In Iran, other clergymen, including members of the Armenian, Protestant and Catholic churches, have been arrested, kidnapped, imprisoned, tortured or even summarily executed during the past three decades. “Many Christians from Mosul have been systematically targeted and are no longer safe there,” said Laurens Jolles, a UNHCR representative, in 2008, after Chaldean women were raped while their men, including Archbishop Paulos Faraj Rahho, were tortured and killed in warnings to Christians to abandon their homes and their livelihoods.

In Iran, Christian clerics have been targeted – Tateos Mikaelian, senior pastor of St John’s Armenian Evangelical Church in Tehran, was killed in 1994, as was Bishop Haik Hovsepian Mehr, head of the evangelical Assemblies of God Church.

Why Christians? Of the many justifications offered by al-Qa’ida and other fanatical groups in Iraq, and by hard-line mullahs in Iran, one is repeated most often: these indigenous Christians are surrogates for Western “crusaders”.

As early as 1970, Ayatollah Ruhollah Khomeini issued a fatwa accusing Christians in Iran of “working with American imperialists and oppressive rulers to distort the truths of Islam, lead Muslims astray and convert our children”.

Christians have often made efforts to prove their loyalty, as when Iranian Assyrians wrote to Supreme Leader Ali Khamenei in September denouncing American Christians who wished to burn Korans as “enemies of God”.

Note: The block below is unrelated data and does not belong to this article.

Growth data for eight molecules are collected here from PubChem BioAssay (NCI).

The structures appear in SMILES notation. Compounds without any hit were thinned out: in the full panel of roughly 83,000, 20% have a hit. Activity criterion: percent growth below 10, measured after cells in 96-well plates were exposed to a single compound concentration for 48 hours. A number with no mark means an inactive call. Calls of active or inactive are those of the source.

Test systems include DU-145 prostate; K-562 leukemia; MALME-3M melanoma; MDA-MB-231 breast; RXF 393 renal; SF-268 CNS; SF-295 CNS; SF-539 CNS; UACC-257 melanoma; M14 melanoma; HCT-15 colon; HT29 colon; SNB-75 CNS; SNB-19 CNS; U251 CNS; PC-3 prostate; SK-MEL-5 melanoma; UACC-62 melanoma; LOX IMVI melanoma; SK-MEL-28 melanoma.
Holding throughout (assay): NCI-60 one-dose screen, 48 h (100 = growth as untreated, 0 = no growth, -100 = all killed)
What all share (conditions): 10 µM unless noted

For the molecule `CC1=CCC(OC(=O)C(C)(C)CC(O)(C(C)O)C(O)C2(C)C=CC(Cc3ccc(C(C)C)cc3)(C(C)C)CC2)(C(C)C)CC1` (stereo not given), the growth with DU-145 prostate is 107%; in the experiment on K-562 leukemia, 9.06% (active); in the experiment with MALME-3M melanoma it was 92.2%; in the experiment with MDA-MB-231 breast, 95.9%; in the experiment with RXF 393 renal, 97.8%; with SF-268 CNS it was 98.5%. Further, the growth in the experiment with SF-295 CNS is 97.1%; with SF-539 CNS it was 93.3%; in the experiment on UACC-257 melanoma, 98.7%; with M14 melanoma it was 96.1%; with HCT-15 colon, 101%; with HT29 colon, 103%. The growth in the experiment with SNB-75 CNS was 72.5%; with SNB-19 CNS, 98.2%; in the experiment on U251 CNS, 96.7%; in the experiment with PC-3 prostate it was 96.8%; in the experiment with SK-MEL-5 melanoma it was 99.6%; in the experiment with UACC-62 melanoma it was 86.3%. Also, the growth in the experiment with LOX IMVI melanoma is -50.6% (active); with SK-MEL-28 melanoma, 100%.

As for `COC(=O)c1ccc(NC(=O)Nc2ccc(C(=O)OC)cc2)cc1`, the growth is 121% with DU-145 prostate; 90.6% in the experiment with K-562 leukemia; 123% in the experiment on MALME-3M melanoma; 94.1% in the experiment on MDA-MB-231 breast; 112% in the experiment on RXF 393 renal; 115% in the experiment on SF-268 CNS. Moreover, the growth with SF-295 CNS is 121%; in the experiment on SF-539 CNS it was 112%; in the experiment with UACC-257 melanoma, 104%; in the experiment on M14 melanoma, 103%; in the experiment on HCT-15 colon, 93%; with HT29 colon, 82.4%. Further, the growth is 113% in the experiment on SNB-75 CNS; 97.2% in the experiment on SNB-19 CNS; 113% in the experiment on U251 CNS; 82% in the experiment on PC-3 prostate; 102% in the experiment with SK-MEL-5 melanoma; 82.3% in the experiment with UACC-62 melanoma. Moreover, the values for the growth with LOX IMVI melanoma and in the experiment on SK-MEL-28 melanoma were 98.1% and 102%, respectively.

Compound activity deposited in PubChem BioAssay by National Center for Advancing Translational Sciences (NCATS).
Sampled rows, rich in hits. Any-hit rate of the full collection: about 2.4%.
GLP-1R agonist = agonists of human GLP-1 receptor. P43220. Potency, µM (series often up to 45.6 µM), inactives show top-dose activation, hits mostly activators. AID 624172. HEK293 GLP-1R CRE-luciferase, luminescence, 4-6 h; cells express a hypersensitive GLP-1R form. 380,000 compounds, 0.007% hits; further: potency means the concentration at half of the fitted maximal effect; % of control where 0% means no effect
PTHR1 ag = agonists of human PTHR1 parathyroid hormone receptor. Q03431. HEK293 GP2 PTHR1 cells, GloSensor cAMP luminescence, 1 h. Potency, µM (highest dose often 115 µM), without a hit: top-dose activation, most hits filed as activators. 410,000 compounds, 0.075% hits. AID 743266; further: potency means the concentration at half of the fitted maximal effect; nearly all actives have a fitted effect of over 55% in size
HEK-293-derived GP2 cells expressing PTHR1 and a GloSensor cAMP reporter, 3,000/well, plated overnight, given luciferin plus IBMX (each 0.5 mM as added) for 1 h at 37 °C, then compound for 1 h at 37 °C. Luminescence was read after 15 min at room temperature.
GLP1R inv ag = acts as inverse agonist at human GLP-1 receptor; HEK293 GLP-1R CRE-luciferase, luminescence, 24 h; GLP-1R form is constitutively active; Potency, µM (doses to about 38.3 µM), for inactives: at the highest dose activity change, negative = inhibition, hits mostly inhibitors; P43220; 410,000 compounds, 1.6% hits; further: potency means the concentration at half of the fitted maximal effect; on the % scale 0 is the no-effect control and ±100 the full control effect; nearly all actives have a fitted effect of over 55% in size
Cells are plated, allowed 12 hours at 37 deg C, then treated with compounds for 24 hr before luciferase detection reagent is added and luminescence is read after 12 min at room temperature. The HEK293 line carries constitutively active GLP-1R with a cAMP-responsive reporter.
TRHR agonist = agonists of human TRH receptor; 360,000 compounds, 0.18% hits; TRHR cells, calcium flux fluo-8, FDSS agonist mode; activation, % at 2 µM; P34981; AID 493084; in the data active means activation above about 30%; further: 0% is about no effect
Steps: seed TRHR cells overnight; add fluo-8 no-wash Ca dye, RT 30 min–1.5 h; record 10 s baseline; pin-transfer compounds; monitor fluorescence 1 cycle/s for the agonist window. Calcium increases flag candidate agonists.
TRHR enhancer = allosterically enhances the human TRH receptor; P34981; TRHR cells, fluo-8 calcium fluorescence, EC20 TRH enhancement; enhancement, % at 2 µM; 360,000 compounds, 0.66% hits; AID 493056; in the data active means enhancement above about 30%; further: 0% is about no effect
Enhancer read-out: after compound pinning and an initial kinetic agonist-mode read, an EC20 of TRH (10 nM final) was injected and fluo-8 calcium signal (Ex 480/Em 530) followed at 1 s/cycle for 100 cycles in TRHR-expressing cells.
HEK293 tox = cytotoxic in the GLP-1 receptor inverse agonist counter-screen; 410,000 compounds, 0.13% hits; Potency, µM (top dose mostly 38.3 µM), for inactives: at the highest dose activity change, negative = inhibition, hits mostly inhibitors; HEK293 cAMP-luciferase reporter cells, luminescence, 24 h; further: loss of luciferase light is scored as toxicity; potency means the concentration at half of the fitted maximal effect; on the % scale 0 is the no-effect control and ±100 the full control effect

But the roots of Christian decline in the Middle East date back centuries. The 16th century heralded the forced Shi’ification of Iran. The early 20th century saw pogroms against Armenian, Assyrian and Greek Christians in the Ottoman Empire and northwestern Iran.

Under the Pahlavi shahs, Assyrians, Armenians, Jews, Zoroastrians and Baha’is regained some of their rights and came to represent the modernising elements of 20th-century society.

But the Islamic Revolution of 1979 undercut all that. The population of non-Muslims in Iran has dropped by two-thirds or more since 1979. From Iran, these groups flee to Turkey and India – often at risk to life and limb through the violence-ridden border regions of Iraq and Pakistan.

The number of Assyrian Christians in Iran has dwindled from about 100,000 in the mid-1970s to about 15,000 today, even as the overall population of the country has swelled from 38 million to 72 million.